Thursday, January 24, 2008

How to Evaluate Technology Use in our Schools

Jeff Utecht often puts into words ideas that are circulating in my mind waiting to be expressed. He typically does a better job articulating than I do. His recent blog post, "Evaluating Technology Use in the Classroom" is another example of this. Major points that resonate are:

I remembered a Marc Prensky article in Edutopia in which he talks about the typical process of technology adoption:

  1. Dabbling with technology
  2. Doing Old things in Old Ways
  3. Doing Old things in New Ways
  4. Doing New things in New Ways

What if we turned these stages of technology adoption into questions that an evaluator could use during the evaluation process?

  1. Is the technology being used “Just because it’s there”?
  2. Is the technology allowing the teacher/students to do Old things in Old ways?
  3. Is the technology allowing the teacher/students to do Old things in New ways?
  4. Is the technology creating new and different learning experiences for the students?
I would add,

5. Is the technology tapping into the diverse learning styles of the students in our classrooms, to promote learning and independence?
6. Is there evidence of student engagement that results specifically because of the technology integration?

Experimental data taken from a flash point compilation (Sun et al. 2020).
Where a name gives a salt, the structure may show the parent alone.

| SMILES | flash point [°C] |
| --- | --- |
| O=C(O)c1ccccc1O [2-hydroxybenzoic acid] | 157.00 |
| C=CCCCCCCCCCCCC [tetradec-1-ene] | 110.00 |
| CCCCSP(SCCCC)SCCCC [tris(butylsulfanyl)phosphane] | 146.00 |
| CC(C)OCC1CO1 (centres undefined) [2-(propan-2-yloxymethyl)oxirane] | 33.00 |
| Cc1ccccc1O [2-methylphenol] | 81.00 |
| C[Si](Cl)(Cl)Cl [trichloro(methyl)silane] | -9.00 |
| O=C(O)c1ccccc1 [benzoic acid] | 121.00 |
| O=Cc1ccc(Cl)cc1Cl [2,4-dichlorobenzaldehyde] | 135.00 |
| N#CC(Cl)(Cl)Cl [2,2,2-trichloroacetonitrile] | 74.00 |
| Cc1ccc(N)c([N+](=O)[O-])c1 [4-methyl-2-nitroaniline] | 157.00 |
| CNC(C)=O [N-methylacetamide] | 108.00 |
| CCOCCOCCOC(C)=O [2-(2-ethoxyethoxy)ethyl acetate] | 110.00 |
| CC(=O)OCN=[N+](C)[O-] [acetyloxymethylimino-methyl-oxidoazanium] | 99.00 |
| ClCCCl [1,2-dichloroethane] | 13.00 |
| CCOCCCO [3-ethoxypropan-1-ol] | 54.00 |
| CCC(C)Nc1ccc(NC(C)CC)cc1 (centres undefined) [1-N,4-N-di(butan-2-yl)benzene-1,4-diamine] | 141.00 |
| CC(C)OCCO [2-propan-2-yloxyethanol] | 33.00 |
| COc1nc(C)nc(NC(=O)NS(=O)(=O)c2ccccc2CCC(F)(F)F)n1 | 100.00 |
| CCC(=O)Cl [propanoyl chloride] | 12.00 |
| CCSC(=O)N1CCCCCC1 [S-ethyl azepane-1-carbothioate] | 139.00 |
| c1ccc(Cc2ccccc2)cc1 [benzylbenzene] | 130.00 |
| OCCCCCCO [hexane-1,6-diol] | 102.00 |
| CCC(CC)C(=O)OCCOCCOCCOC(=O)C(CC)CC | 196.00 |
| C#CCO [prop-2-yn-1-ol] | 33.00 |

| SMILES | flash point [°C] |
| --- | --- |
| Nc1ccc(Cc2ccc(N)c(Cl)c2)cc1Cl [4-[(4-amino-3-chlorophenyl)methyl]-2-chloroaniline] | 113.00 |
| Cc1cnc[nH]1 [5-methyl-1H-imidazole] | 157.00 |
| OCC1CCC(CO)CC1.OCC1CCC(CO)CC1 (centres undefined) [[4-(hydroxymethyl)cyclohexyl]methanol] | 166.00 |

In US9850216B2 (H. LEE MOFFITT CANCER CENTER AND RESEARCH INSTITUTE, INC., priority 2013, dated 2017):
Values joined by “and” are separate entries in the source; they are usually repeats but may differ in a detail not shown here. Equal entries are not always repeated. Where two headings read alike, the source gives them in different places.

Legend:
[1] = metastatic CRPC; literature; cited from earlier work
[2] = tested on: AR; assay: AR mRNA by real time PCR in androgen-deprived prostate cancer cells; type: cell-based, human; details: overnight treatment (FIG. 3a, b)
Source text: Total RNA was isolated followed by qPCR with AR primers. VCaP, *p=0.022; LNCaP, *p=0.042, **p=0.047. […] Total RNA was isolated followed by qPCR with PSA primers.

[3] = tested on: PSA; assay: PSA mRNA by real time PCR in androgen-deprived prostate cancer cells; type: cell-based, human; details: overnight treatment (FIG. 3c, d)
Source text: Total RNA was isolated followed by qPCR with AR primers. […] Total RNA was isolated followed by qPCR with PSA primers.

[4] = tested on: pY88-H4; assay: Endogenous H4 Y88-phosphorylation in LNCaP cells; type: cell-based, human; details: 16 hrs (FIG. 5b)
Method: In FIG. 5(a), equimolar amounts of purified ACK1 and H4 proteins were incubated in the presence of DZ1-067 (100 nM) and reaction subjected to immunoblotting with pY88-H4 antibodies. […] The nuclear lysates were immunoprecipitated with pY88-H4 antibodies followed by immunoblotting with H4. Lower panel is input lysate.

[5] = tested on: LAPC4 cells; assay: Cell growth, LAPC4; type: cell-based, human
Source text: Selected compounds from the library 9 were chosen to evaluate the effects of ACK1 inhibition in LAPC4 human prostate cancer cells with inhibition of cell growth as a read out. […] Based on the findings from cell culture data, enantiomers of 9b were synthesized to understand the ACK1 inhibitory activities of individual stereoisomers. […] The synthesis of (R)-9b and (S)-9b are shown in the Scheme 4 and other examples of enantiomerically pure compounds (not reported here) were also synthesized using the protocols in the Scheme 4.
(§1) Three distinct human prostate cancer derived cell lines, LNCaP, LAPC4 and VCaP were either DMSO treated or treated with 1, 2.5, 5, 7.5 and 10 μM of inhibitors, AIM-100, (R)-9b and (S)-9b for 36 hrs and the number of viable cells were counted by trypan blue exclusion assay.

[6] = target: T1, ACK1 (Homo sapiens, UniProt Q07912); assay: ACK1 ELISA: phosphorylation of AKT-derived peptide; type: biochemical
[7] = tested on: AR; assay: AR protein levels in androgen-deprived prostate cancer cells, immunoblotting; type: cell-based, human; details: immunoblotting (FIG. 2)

Asking the right questions leads to the answers that guide our decisions. What questions would you add in an attempt to evaluate effective technology use in the classroom?


Larry Ferlazzo said...


Excellent questions! Based on my community organizing career prior to becoming a public school teacher, the most important question I ask myself is this:

Is using this technology going to help facilitate the development and/or deepening of face-to-face relationships?


Mr Lai said...

I sometimes feel that teachers aren't using the technology appropriately to better educate our students. Like you said, is technology being used to allow students to do old thing in a more effective manner? Is technology being used to create new and different learning experiences for students? I recently observe a math teacher who used a TI-Graphing calculator to demonstrate the relationship between time and distance. Afterwards they were taught how to write different mathematical programs on the calculator. Learning in diverse learning styles through the use of technology.

Anonymous said...

I think a really important question is how do new technology help us understand with learning is. If we don't think about how learning has the potential to be different with technology, we won't likely be doing much differently in the classroom or authentically evaluating what it is we are doing.